Indians at Phillies on June 22-24. Cleveland might be facing its former Cy Young-winning ace, Cliff Lee.
If you are in Chicago this month, pick a side and watch White Sox at Cubs on June 11-13 or Cubs at White Sox on June 25-27.
The Dodgers visit the Red Sox on June 18-20 -- their first appearance at Fenway since 2004. It will be a particularly intriguing matchup if Manny Ramirez is still with the Dodgers. The star slugger hasn't been back to Fenway since his unceremonious exit from the team on July 31, 2008.
How are you going to spend the Fourth of July? Here are the 15 clubs that have home games that day -- usually meaning fireworks on the field and then overhead: D-backs; Braves; Red Sox; Cubs; Indians; Rockies; Tigers; Cardinals; Angels; Twins; Yankees; Pirates; Padres; Rangers and Nationals.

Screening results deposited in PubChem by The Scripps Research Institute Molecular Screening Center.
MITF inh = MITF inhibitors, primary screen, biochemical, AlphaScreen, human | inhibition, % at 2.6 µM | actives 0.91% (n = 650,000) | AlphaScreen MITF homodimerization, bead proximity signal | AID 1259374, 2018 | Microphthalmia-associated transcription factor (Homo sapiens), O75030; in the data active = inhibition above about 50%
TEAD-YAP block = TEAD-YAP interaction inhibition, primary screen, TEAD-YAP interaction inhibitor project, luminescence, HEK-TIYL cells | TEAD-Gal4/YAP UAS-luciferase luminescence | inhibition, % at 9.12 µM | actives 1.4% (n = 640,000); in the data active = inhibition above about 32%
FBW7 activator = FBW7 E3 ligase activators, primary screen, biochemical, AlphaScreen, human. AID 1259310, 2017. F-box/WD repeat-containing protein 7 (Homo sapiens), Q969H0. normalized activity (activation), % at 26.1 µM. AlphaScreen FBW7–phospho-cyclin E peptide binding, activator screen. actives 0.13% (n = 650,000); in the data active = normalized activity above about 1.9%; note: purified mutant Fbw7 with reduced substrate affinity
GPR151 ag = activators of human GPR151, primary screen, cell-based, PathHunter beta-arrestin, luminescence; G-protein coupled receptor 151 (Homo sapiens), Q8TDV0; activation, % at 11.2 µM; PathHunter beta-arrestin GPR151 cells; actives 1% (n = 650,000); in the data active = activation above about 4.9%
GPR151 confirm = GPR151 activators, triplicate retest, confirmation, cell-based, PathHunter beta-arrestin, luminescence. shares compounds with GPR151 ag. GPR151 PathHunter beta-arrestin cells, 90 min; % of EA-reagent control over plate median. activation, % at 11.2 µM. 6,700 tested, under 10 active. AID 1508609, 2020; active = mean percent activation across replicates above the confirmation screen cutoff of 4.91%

On that date in 1900, about 1,000 people in the crowd of 10,000 fans attending the game at West Side grounds in Chicago celebrated Independence Day by firing pistols into the air. Chicago beat Philadelphia in 12 innings, 5-4.
The last games of the first half will be on Sunday, July 11 -- and then baseball heads for Anaheim. The 81st All-Star Game is scheduled for July 13 at Angel Stadium. Will that be the end of a winless streak dating back to 1996 for the NL?
The bigger question is how fans can join in those festivities, and it's never too early to start thinking about it. Ticket information, availability and prices for the 2010 All-Star Week events, including FanFest, All-Star Sunday, the Home Run Derby and the All-Star Game, has not yet been released.